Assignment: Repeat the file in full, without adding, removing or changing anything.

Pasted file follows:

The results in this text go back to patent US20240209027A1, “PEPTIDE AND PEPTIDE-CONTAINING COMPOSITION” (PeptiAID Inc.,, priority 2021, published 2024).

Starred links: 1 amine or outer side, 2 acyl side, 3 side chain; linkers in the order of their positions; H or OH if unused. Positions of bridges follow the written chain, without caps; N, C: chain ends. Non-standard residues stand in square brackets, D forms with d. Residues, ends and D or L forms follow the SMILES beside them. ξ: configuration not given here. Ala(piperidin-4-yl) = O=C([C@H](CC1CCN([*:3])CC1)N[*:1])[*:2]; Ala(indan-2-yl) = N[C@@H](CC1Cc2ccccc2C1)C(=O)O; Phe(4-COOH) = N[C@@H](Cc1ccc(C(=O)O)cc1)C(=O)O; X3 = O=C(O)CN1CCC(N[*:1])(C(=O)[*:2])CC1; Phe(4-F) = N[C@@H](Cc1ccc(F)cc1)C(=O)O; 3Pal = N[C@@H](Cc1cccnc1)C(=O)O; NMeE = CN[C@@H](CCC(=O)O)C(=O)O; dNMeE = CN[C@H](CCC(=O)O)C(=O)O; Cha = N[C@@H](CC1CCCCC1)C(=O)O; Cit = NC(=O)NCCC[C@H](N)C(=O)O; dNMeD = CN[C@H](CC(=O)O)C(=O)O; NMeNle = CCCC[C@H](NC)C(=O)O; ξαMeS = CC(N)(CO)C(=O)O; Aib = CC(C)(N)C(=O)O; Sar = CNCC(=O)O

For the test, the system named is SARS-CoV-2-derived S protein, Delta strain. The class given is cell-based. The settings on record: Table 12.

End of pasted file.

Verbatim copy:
The results in this text go back to patent US20240209027A1, “PEPTIDE AND PEPTIDE-CONTAINING COMPOSITION” (PeptiAID Inc.,, priority 2021, published 2024).

Starred links: 1 amine or outer side, 2 acyl side, 3 side chain; linkers in the order of their positions; H or OH if unused. Positions of bridges follow the written chain, without caps; N, C: chain ends. Non-standard residues stand in square brackets, D forms with d. Residues, ends and D or L forms follow the SMILES beside them. ξ: configuration not given here. Ala(piperidin-4-yl) = O=C([C@H](CC1CCN([*:3])CC1)N[*:1])[*:2]; Ala(indan-2-yl) = N[C@@H](CC1Cc2ccccc2C1)C(=O)O; Phe(4-COOH) = N[C@@H](Cc1ccc(C(=O)O)cc1)C(=O)O; X3 = O=C(O)CN1CCC(N[*:1])(C(=O)[*:2])CC1; Phe(4-F) = N[C@@H](Cc1ccc(F)cc1)C(=O)O; 3Pal = N[C@@H](Cc1cccnc1)C(=O)O; NMeE = CN[C@@H](CCC(=O)O)C(=O)O; dNMeE = CN[C@H](CCC(=O)O)C(=O)O; Cha = N[C@@H](CC1CCCCC1)C(=O)O; Cit = NC(=O)NCCC[C@H](N)C(=O)O; dNMeD = CN[C@H](CC(=O)O)C(=O)O; NMeNle = CCCC[C@H](NC)C(=O)O; ξαMeS = CC(N)(CO)C(=O)O; Aib = CC(C)(N)C(=O)O; Sar = CNCC(=O)O

For the test, the system named is SARS-CoV-2-derived S protein, Delta strain. The class given is cell-based. The settings on record: Table 12.